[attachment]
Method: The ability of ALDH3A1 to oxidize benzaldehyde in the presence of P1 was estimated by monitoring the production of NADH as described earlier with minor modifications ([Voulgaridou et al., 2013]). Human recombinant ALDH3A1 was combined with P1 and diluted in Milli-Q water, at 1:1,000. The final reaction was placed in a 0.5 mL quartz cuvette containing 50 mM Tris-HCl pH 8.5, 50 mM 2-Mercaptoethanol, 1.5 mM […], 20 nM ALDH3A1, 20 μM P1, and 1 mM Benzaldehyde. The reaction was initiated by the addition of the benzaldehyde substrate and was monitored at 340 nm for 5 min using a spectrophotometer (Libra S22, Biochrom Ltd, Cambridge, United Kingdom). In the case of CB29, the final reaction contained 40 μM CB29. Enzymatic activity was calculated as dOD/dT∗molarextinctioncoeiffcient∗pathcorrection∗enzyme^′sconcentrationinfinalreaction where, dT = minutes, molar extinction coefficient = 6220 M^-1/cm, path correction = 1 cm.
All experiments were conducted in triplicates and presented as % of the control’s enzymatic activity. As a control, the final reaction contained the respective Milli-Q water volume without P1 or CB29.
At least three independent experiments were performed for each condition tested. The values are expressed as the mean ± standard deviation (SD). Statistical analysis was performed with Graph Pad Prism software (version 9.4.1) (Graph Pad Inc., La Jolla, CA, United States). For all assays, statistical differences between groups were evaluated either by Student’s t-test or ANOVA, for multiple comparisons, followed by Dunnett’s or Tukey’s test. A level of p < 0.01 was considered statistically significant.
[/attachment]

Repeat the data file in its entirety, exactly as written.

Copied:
Method: The ability of ALDH3A1 to oxidize benzaldehyde in the presence of P1 was estimated by monitoring the production of NADH as described earlier with minor modifications ([Voulgaridou et al., 2013]). Human recombinant ALDH3A1 was combined with P1 and diluted in Milli-Q water, at 1:1,000. The final reaction was placed in a 0.5 mL quartz cuvette containing 50 mM Tris-HCl pH 8.5, 50 mM 2-Mercaptoethanol, 1.5 mM […], 20 nM ALDH3A1, 20 μM P1, and 1 mM Benzaldehyde. The reaction was initiated by the addition of the benzaldehyde substrate and was monitored at 340 nm for 5 min using a spectrophotometer (Libra S22, Biochrom Ltd, Cambridge, United Kingdom). In the case of CB29, the final reaction contained 40 μM CB29. Enzymatic activity was calculated as dOD/dT∗molarextinctioncoeiffcient∗pathcorrection∗enzyme^′sconcentrationinfinalreaction where, dT = minutes, molar extinction coefficient = 6220 M^-1/cm, path correction = 1 cm.
All experiments were conducted in triplicates and presented as % of the control’s enzymatic activity. As a control, the final reaction contained the respective Milli-Q water volume without P1 or CB29.
At least three independent experiments were performed for each condition tested. The values are expressed as the mean ± standard deviation (SD). Statistical analysis was performed with Graph Pad Prism software (version 9.4.1) (Graph Pad Inc., La Jolla, CA, United States). For all assays, statistical differences between groups were evaluated either by Student’s t-test or ANOVA, for multiple comparisons, followed by Dunnett’s or Tukey’s test. A level of p < 0.01 was considered statistically significant.